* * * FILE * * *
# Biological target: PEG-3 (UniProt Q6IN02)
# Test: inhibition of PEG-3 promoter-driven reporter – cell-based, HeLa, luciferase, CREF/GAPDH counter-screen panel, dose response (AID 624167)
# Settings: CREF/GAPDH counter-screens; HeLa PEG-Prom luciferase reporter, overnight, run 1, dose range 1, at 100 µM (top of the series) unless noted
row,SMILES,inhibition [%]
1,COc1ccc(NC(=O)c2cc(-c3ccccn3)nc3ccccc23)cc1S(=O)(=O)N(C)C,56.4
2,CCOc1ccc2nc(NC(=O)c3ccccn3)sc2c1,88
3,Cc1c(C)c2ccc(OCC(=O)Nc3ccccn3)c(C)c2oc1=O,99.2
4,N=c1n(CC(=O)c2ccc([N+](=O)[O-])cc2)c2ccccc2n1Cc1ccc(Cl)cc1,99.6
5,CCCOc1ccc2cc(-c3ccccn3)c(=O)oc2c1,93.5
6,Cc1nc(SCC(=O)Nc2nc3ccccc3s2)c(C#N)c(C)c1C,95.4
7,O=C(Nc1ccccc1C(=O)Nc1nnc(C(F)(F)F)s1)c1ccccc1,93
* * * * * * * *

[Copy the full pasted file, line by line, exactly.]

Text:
# Biological target: PEG-3 (UniProt Q6IN02)
# Test: inhibition of PEG-3 promoter-driven reporter – cell-based, HeLa, luciferase, CREF/GAPDH counter-screen panel, dose response (AID 624167)
# Settings: CREF/GAPDH counter-screens; HeLa PEG-Prom luciferase reporter, overnight, run 1, dose range 1, at 100 µM (top of the series) unless noted
row,SMILES,inhibition [%]
1,COc1ccc(NC(=O)c2cc(-c3ccccn3)nc3ccccc23)cc1S(=O)(=O)N(C)C,56.4
2,CCOc1ccc2nc(NC(=O)c3ccccn3)sc2c1,88
3,Cc1c(C)c2ccc(OCC(=O)Nc3ccccn3)c(C)c2oc1=O,99.2
4,N=c1n(CC(=O)c2ccc([N+](=O)[O-])cc2)c2ccccc2n1Cc1ccc(Cl)cc1,99.6
5,CCCOc1ccc2cc(-c3ccccn3)c(=O)oc2c1,93.5
6,Cc1nc(SCC(=O)Nc2nc3ccccc3s2)c(C#N)c(C)c1C,95.4
7,O=C(Nc1ccccc1C(=O)Nc1nnc(C(F)(F)F)s1)c1ccccc1,93